Resolutions for Oral Health

15th Feb 2019
good health

With a new year, often times comes new resolutions. Whether it’s going to the gym more often or promising to stay in touch with family and friends, the new year is a time of thoughtful consideration of how the next 365 days of one’s life will go. One of the best resolutions one can make is to pledge to get in good dental health. It is amazing how much poor dental health can adversely affect the body. Flossing daily and brushing twice a day are simple, quick ways to ensure your teeth and gums stay in the best shape. Visiting the dentist twice a year is a good way to gauge how well your home care is going.

Because our mouths are full of bacteria, it is important to use daily brushing and flossing to remove these creatures. Over time, however, if we neglect oral care, the bacteria can reach levels that lead to oral infection, tooth decay and gum disease. Periodontisits is a severe form of gum disease. The inflammation associated with periodontisis may play a role in some diseases. There are some serious conditions including cardiovascualr disease and endocarditis where poor oral health can have adverse results on your heart. Additionally, lower birth weight and premature birth have been associated with periodontitis. For patients with diabetes and HIV/AIDS, oral problems can be more severe since the body’s resistance is lowered to infection and conditions like periodontistis can seriously affect overall health. Rheumatoid arthritis, eating disorders and head and neck cancers are other conditions that might be linked to oral health.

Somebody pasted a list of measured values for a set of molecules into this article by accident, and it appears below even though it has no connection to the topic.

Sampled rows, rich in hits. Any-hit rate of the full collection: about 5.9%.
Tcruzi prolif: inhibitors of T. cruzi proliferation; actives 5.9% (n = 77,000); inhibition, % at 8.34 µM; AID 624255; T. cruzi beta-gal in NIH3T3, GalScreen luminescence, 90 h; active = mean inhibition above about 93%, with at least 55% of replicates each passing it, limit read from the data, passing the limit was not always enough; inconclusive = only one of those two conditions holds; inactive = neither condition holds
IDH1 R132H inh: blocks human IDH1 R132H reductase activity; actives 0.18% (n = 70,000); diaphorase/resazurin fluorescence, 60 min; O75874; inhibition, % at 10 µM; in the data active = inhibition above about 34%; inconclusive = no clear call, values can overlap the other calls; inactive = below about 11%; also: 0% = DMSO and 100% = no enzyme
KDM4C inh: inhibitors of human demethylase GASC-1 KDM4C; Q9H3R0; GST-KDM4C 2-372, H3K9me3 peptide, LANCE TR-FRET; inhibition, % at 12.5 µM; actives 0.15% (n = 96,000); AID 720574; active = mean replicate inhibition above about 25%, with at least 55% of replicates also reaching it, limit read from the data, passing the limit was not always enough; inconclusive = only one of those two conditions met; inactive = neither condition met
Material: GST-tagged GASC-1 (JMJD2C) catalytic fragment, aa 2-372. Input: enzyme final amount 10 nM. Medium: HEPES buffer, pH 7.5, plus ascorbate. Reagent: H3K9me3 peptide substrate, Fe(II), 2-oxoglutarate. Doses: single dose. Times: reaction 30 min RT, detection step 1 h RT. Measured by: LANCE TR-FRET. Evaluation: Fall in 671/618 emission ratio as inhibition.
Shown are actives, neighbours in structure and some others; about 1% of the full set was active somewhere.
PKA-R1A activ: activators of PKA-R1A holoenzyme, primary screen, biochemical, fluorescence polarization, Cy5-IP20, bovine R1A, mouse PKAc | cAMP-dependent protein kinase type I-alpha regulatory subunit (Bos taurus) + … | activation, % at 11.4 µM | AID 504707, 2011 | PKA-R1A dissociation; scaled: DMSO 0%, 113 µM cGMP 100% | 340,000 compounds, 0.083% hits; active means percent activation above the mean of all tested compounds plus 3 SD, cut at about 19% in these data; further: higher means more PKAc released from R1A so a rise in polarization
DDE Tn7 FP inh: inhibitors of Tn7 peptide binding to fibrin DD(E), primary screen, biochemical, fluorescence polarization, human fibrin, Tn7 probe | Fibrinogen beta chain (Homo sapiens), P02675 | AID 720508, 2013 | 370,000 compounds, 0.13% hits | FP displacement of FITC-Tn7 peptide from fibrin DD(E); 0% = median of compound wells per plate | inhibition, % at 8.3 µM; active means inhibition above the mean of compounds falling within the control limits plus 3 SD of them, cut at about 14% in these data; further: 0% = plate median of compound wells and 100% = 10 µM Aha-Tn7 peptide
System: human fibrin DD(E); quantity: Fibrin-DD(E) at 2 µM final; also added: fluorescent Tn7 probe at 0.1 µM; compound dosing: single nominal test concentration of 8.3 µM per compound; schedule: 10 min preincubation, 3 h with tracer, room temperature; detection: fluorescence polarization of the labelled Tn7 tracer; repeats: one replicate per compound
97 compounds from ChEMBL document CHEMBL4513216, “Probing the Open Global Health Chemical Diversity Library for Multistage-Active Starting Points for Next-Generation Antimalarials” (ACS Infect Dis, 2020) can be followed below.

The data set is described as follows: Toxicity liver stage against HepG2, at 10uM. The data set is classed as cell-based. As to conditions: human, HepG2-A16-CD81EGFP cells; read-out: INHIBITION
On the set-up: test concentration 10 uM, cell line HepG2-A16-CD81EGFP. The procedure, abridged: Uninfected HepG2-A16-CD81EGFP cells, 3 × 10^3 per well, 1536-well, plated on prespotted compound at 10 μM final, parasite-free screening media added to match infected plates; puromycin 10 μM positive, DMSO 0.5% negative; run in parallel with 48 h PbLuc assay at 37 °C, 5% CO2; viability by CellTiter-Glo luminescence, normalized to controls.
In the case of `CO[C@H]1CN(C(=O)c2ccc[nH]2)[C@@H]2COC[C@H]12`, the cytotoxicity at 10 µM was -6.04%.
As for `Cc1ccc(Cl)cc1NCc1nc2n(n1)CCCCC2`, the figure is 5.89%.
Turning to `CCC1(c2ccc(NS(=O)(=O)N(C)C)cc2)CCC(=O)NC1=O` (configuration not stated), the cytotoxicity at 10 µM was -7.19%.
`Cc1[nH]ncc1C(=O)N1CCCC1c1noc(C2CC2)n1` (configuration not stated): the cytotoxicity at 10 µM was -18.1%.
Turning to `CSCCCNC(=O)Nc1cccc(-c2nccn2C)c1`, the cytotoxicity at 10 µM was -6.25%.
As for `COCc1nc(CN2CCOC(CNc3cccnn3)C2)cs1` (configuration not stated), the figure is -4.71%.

The good news is, with a simple resolution, you can alter your oral health in good ways. A trip to the dentist twice a year and generally good brushing and flossing habits are the way to go. Additionally, healthy eating habits and limiting carbohydrate snacking are easy ways to improve oral health. Of course, quitting smoking and tobacco use will help too. A simple investment in time spent now on good oral habits, will save a financial investment in your oral health later. Here’s to good health and good habits in 2019!